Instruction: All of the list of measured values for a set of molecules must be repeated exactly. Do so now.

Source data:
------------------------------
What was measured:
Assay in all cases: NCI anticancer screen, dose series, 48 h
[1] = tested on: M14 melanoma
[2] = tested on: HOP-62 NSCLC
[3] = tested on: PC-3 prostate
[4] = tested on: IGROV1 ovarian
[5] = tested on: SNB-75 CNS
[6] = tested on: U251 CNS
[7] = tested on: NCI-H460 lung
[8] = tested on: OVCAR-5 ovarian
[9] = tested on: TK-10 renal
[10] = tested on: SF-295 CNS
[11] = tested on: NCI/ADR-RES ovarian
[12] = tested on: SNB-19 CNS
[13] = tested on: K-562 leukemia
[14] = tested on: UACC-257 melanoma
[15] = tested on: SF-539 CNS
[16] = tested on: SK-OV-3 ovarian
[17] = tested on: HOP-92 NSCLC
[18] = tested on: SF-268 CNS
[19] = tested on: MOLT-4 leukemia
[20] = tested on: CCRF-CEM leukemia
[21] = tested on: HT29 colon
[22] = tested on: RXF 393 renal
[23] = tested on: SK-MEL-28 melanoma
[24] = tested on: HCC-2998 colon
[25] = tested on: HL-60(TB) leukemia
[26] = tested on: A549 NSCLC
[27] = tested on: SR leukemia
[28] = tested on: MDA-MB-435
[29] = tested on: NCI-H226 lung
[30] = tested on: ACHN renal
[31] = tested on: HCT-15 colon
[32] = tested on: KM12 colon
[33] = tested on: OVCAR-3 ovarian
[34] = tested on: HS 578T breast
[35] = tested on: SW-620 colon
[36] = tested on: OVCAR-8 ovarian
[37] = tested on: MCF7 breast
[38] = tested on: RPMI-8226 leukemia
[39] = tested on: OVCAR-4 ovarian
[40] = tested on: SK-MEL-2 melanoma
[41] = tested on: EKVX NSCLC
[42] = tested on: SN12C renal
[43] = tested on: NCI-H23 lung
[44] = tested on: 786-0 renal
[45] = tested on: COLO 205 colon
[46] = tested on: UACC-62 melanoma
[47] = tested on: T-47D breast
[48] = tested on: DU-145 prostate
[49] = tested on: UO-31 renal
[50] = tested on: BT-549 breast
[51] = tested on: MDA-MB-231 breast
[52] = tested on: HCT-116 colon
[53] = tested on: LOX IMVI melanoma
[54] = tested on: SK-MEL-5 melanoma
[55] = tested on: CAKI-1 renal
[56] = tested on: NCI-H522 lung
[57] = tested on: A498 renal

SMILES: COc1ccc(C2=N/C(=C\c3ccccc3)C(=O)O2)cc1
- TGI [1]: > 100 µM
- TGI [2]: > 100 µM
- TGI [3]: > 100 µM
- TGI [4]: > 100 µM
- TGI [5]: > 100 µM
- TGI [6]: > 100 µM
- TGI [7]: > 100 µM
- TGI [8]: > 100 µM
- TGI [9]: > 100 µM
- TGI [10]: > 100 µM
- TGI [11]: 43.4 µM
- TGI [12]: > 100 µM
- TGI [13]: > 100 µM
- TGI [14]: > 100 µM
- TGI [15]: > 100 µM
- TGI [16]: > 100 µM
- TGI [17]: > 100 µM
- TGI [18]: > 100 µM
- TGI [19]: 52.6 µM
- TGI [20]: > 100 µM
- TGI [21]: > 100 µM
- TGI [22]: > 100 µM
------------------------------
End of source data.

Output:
What was measured:
Assay in all cases: NCI anticancer screen, dose series, 48 h
[1] = tested on: M14 melanoma
[2] = tested on: HOP-62 NSCLC
[3] = tested on: PC-3 prostate
[4] = tested on: IGROV1 ovarian
[5] = tested on: SNB-75 CNS
[6] = tested on: U251 CNS
[7] = tested on: NCI-H460 lung
[8] = tested on: OVCAR-5 ovarian
[9] = tested on: TK-10 renal
[10] = tested on: SF-295 CNS
[11] = tested on: NCI/ADR-RES ovarian
[12] = tested on: SNB-19 CNS
[13] = tested on: K-562 leukemia
[14] = tested on: UACC-257 melanoma
[15] = tested on: SF-539 CNS
[16] = tested on: SK-OV-3 ovarian
[17] = tested on: HOP-92 NSCLC
[18] = tested on: SF-268 CNS
[19] = tested on: MOLT-4 leukemia
[20] = tested on: CCRF-CEM leukemia
[21] = tested on: HT29 colon
[22] = tested on: RXF 393 renal
[23] = tested on: SK-MEL-28 melanoma
[24] = tested on: HCC-2998 colon
[25] = tested on: HL-60(TB) leukemia
[26] = tested on: A549 NSCLC
[27] = tested on: SR leukemia
[28] = tested on: MDA-MB-435
[29] = tested on: NCI-H226 lung
[30] = tested on: ACHN renal
[31] = tested on: HCT-15 colon
[32] = tested on: KM12 colon
[33] = tested on: OVCAR-3 ovarian
[34] = tested on: HS 578T breast
[35] = tested on: SW-620 colon
[36] = tested on: OVCAR-8 ovarian
[37] = tested on: MCF7 breast
[38] = tested on: RPMI-8226 leukemia
[39] = tested on: OVCAR-4 ovarian
[40] = tested on: SK-MEL-2 melanoma
[41] = tested on: EKVX NSCLC
[42] = tested on: SN12C renal
[43] = tested on: NCI-H23 lung
[44] = tested on: 786-0 renal
[45] = tested on: COLO 205 colon
[46] = tested on: UACC-62 melanoma
[47] = tested on: T-47D breast
[48] = tested on: DU-145 prostate
[49] = tested on: UO-31 renal
[50] = tested on: BT-549 breast
[51] = tested on: MDA-MB-231 breast
[52] = tested on: HCT-116 colon
[53] = tested on: LOX IMVI melanoma
[54] = tested on: SK-MEL-5 melanoma
[55] = tested on: CAKI-1 renal
[56] = tested on: NCI-H522 lung
[57] = tested on: A498 renal

SMILES: COc1ccc(C2=N/C(=C\c3ccccc3)C(=O)O2)cc1
- TGI [1]: > 100 µM
- TGI [2]: > 100 µM
- TGI [3]: > 100 µM
- TGI [4]: > 100 µM
- TGI [5]: > 100 µM
- TGI [6]: > 100 µM
- TGI [7]: > 100 µM
- TGI [8]: > 100 µM
- TGI [9]: > 100 µM
- TGI [10]: > 100 µM
- TGI [11]: 43.4 µM
- TGI [12]: > 100 µM
- TGI [13]: > 100 µM
- TGI [14]: > 100 µM
- TGI [15]: > 100 µM
- TGI [16]: > 100 µM
- TGI [17]: > 100 µM
- TGI [18]: > 100 µM
- TGI [19]: 52.6 µM
- TGI [20]: > 100 µM
- TGI [21]: > 100 µM
- TGI [22]: > 100 µM